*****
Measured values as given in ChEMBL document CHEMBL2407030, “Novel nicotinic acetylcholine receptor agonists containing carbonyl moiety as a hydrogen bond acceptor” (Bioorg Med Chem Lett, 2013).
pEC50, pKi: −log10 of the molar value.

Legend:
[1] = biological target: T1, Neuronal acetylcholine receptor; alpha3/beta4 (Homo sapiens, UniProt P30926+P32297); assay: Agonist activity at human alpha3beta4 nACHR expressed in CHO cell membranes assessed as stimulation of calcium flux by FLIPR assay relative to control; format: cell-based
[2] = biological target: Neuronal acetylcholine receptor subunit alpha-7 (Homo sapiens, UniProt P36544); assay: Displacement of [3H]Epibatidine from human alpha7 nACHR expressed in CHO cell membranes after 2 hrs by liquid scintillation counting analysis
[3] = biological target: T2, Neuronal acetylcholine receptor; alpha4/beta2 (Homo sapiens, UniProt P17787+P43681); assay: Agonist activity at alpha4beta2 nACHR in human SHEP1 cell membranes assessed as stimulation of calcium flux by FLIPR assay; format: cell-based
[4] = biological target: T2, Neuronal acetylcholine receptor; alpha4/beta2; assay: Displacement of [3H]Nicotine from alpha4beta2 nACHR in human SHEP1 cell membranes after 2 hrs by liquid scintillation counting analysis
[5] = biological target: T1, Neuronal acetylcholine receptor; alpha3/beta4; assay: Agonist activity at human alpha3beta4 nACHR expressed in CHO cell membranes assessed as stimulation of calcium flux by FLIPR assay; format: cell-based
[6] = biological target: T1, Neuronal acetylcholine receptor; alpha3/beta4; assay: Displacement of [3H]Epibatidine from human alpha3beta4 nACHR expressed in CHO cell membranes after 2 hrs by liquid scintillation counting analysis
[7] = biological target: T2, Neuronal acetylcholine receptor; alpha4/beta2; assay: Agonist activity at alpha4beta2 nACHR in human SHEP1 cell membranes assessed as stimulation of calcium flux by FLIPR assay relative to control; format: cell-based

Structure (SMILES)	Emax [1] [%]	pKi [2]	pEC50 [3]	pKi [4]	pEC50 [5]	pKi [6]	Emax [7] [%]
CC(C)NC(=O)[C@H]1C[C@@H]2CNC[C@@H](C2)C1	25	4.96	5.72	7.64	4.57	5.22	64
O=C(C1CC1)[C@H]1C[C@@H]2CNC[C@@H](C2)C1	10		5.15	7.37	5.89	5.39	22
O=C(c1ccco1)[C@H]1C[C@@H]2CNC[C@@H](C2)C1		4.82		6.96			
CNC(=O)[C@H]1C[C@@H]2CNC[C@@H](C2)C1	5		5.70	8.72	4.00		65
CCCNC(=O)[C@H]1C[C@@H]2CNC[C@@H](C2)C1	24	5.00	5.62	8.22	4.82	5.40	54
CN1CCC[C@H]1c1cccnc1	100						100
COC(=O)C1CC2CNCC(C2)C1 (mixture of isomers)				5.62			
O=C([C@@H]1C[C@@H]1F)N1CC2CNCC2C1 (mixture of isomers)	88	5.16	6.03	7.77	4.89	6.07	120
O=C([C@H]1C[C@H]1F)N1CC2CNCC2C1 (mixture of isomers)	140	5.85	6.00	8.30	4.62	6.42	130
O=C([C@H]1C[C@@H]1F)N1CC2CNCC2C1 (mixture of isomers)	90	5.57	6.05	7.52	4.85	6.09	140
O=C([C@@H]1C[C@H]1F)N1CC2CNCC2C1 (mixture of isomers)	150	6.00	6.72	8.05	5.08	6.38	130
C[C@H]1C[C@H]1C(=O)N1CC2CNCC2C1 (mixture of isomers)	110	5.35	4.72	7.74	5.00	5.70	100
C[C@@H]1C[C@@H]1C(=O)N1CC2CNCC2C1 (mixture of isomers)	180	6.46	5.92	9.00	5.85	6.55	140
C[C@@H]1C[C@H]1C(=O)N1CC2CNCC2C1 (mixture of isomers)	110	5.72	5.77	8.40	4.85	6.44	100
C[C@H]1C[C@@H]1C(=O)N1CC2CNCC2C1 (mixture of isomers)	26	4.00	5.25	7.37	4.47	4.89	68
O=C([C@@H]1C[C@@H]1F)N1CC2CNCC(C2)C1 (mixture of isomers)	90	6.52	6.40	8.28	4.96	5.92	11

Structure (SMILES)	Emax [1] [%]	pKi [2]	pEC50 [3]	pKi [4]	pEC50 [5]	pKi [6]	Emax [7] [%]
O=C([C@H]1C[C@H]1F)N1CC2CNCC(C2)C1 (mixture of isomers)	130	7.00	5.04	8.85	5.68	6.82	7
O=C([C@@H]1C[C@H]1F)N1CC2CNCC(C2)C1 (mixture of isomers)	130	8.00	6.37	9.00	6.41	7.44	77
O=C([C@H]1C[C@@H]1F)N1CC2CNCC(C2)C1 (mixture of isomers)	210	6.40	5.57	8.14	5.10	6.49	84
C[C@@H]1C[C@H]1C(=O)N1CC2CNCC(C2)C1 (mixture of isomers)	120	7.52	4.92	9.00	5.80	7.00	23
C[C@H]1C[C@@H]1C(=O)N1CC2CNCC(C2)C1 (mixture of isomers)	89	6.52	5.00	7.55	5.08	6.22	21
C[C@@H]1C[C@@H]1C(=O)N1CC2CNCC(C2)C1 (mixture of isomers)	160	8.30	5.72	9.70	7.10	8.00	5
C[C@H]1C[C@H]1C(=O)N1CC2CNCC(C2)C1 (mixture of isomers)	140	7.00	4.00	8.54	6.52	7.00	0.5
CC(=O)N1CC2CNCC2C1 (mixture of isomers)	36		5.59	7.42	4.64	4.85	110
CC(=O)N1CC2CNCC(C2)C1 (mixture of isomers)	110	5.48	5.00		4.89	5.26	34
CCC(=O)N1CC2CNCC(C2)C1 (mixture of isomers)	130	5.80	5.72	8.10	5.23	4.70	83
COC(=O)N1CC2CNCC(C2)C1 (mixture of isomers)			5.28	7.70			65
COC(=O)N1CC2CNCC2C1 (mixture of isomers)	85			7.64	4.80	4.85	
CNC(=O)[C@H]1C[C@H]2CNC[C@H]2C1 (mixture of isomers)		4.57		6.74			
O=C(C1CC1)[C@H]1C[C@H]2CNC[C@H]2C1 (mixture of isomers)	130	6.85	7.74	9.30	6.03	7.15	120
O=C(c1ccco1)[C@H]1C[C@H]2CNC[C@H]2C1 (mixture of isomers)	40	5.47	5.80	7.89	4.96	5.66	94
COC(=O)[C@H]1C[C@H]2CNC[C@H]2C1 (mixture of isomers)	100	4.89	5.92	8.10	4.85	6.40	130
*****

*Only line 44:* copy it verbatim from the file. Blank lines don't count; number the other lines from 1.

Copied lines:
COC(=O)[C@H]1C[C@H]2CNC[C@H]2C1 (mixture of isomers)	100	4.89	5.92	8.10	4.85	6.40	130